This is really just a recap of a 5k. The title makes it sound much more exciting, though, doesn't it?! C'mon...would you have been just as excited to read a post called "I Ran a 5k. Read All About It"?
Didn't think so.
This was my first year racing in the Daytona 5k. My brother-in-law's wife picked it out for us, and I'm a pretty easy sell, when it comes to races.
in case you were picturing a scary Race Boss-Lady. She's actually very lovely, all around
The race starts on the Daytona International Speedway. It loops around the inside track and finishes on the track. So, the runners are
pretty much. somewhat similar to? exactly like the drivers who race on the same Speedway!
Also, the race coincides with the Rolex 24, an actual Nascar race, so there were even die-hard fans camped out on the infield to
complain about us waking them cheer us on! The concept was pretty cool, but it made for a stressful (for me) parking situation. The Husband drove me, my dad and the boys to the race and handled the poorly-marked signage like a champ.
Once parked, my dad and I managed to find a set of port-a-potties with NO LINE and we all hopped on the well-manned Tram to get to the packet pick-up area.
It was just under 50 degrees F, which made me ridiculously happy. It's so rare that we Floridians get to race in conditions like that. My high hopes for a PR inched up a notch higher.
Our goody bags contained a ticket to the Rolex 24, a couple of race flyers, a shirt and the standard biofreeze sample. I managed to end up with a tee shirt, instead of a tech shirt. This has happened to me before. Not a big deal, but I hadn't complained about anything since the Parking Problem, so I thought it was about time. The race wasn't terribly well-advertised, so I wasn't expecting much in the way of "swag". Despite this fact, over 800 people still showed to up run. Those kinds of numbers are pretty high for our area!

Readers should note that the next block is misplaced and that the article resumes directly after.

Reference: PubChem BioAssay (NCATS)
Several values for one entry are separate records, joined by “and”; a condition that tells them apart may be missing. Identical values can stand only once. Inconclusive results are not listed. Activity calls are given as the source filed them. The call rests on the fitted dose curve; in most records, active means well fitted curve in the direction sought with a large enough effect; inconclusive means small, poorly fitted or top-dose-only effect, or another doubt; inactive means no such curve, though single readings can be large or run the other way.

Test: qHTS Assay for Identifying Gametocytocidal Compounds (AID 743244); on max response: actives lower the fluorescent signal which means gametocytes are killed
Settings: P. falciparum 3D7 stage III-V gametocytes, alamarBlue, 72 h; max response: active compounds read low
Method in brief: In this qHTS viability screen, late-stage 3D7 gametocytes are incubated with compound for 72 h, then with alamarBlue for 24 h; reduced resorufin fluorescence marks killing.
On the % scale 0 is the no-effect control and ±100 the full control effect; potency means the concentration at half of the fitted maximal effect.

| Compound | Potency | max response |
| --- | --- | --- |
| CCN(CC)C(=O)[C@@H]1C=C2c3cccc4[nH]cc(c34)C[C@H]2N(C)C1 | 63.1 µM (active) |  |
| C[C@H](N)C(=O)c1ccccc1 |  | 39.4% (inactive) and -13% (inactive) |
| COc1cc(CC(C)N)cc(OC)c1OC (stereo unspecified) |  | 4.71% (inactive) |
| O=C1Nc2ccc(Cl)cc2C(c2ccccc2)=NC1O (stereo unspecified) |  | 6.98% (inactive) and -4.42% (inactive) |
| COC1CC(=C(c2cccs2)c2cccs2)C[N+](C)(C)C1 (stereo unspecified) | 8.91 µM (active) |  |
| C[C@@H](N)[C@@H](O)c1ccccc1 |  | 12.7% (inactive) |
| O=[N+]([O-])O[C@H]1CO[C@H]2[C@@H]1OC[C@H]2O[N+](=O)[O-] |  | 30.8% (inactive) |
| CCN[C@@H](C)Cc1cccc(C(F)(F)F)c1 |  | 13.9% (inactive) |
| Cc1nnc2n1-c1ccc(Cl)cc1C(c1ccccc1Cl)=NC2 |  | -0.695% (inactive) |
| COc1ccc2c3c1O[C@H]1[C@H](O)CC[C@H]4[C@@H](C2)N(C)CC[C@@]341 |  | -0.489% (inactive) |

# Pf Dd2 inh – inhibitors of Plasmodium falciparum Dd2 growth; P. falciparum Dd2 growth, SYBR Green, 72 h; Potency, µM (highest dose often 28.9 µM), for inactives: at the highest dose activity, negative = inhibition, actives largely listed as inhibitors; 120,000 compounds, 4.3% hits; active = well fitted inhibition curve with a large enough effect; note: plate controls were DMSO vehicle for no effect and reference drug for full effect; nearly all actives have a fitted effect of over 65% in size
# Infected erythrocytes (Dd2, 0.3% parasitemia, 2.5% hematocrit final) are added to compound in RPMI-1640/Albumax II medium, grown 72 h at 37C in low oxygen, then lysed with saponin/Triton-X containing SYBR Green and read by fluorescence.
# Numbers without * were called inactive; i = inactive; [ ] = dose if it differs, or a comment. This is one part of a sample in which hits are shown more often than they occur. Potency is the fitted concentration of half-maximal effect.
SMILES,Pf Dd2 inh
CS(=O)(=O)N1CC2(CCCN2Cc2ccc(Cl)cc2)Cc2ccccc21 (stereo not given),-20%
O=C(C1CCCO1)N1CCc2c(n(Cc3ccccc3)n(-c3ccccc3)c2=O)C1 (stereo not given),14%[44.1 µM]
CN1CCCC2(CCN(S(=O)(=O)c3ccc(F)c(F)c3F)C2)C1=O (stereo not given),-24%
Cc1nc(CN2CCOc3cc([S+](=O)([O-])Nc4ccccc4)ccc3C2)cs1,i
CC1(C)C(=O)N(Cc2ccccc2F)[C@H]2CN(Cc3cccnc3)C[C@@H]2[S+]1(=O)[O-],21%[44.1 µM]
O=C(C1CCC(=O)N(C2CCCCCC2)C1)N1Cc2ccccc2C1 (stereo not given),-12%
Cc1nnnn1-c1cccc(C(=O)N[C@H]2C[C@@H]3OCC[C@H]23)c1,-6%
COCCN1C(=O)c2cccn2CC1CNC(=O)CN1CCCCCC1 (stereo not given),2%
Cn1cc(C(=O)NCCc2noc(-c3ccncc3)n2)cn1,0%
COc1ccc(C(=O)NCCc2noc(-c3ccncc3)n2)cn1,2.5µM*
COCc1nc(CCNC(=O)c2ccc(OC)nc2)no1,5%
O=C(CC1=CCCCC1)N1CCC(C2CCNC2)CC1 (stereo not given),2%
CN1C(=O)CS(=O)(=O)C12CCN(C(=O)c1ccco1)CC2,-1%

(I'm still pretty sure some of the participants were Nascar fans who may have wandered away from their campsites and ended up on the track.)
some other cuties who wandered onto the track
We found my brother-in-law (Alan) and his wife (Kristi-Anne) (pictured above, for reference) and pinned on our bibs without much time to spare. She'd drawn the short straw and would be pushing their toddler in the race. Alan would get to show off and beat us all, as per usual. This would be my dad's first race in over a year, due to persistent (and REALLY annoying) injuries so we were all pretty ready to start running. There was no time for a warm-up and no water to be found. (too soon for another complaint?), so we hurried over to where we thought the start would be.
There was an enormous mass of people that prevented us from even seeing where the start line was located. We saw one guy point in a vague direction and crossed our fingers that we'd see a timing mat, at some point. My dad, Alan and I saw people moving and assumed the race had started. Unsure if it was chip-timed at the finish AND start, I began weaving like a crazylady. The menfolk followed my lead and we eventually made our way out of the throng of racers.
While I don't love that sort of cluster at a start, I do have to admit it was pretty fun to pass that many people, once we got moving.
About 1/2 mile in, my BIL passed me and I focused on keeping his back in sight. I figured my dad was probably using me as a visual pacing reference, as well. I was feeling very strong, very much in control of my breathing and very confident with him about 30 feet in front of me.
And then I heard it. The annoyingly familiar snap-flop sound of my shoelaces, all willy-nilly and free, slapping the pavement.
"Aaaaahhh! Are you kidding me?!"
Dear Mr. or Mrs. Brooks : I will give you ten, crisp dollars to fix the laces on these shoes.
Sincerely, Aggravated Consumer